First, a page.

French's prepares to triple its tomato paste order from Highbury Canco

It appears French’s foray into ketchup production is a hit with consumers. The company is looking to increase its order of tomato paste at Highbury Canco to seven million pounds, three and a half times more than its original order of two million pounds.

Deal not signed, but company says it wants to increase order of Canadian-grown tomatoes

Elliott Penner, the president of The French's Food Company, is shown in this provided photo. (Provided)

It appears The French's Food Company's expansion into ketchup production is a hit with consumers.

The company is looking to increase its order of tomato paste at Highbury Canco to about three million kilograms, three and a half times more than its original order.

French's, most famous for its mustard, recently began its expansion into the ketchup industry. It's promised to only use tomatoes grown in Leamington, Ont.— the self-proclaimed Tomato Capital of Canada — and other parts of southwestern Ontario.

"It's kind of a walk before you run exercise, but it's all going in the right direction," Elliott Penner, French's CEO told CBC News in a phone interview. "There was nothing concrete when we started, but it seems that week by week, month by month, the story builds and gets better."

The increased supply of tomato paste is expected to be used in barbecue sauce in the United Kingdom and the United States.  

French's is also planning on continuing to sell its ketchup and continue expanding into other tomato-based products in Canada, Penner said. He said French's could be looking to Highbury Canco to increase its manufacturing capacity.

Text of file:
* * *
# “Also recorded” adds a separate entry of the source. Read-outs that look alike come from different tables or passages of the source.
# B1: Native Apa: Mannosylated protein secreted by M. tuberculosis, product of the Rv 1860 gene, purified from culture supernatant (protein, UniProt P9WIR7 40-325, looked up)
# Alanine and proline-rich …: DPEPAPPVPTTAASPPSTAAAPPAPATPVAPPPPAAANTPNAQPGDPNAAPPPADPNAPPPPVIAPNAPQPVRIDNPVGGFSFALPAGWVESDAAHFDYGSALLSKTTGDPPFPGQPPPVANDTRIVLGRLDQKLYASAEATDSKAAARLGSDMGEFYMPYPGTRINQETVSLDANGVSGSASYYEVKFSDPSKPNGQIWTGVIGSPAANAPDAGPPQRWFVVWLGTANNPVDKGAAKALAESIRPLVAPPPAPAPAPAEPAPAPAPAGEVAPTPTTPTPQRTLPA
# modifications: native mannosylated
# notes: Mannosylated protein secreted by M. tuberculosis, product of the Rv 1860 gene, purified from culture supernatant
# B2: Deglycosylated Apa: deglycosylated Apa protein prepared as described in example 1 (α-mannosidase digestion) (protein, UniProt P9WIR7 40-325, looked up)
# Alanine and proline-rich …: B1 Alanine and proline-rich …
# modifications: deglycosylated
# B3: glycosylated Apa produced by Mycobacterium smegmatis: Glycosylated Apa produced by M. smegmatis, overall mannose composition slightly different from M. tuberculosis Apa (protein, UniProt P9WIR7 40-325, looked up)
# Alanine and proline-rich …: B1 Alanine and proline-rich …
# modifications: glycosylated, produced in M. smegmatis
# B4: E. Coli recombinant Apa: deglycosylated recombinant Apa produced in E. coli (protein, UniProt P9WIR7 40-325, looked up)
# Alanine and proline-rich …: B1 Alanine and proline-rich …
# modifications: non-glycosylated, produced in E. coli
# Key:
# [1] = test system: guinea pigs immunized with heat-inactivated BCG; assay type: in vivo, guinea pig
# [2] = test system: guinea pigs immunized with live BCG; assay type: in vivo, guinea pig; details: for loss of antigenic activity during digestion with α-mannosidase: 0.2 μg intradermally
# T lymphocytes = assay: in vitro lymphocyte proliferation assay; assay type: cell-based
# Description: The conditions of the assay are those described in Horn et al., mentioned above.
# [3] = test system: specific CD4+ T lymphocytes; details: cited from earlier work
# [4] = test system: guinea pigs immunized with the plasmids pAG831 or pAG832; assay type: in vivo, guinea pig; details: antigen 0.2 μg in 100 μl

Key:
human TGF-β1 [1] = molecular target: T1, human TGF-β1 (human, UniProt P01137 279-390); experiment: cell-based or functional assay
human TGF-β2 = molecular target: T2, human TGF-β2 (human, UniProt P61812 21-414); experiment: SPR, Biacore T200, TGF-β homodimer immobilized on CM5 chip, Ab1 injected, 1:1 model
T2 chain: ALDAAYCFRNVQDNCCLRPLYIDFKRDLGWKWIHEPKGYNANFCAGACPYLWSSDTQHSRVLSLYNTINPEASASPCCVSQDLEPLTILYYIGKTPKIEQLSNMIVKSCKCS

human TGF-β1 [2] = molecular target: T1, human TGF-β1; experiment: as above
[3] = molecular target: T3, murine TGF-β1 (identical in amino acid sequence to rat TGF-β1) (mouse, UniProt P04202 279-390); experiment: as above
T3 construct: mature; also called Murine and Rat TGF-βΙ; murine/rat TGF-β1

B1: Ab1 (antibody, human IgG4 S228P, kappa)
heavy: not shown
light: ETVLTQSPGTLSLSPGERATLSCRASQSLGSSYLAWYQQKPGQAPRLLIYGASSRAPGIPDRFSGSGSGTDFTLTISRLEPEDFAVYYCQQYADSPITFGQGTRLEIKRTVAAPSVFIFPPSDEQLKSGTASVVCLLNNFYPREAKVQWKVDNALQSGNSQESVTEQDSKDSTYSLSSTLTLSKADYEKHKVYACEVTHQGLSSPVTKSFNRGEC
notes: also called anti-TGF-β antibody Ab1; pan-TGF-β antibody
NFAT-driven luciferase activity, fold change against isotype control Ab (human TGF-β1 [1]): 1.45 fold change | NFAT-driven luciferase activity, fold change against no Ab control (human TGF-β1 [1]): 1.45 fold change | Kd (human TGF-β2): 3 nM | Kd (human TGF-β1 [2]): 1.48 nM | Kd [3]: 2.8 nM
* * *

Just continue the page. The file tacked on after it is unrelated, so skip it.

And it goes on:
"We'll clearly keep expanding our ketchup business, that makes sense," Penner said. "We're also working with Highbury to purchase tomatoes and then make tomato paste, but also working to see if they can help us with manufacturing some products we can enter in the Canadian marketplace."

"That could be further use of tomatoes, but also some employment for manufacturing as well," he said.  

Though a deal hasn't been signed yet, Sam Diab, the president of Highbury Canco, is cautiously optimistic in this development.

"It's very encouraging," Diab said. "I think things are going very well with the group at French's and we're doing a lot of negotiations this time of year for tomato paste for sale with many potential customers."

Diab said the company is set to begin negotiations with farmers and other manufacturers on the price of tomatoes on March 1.  

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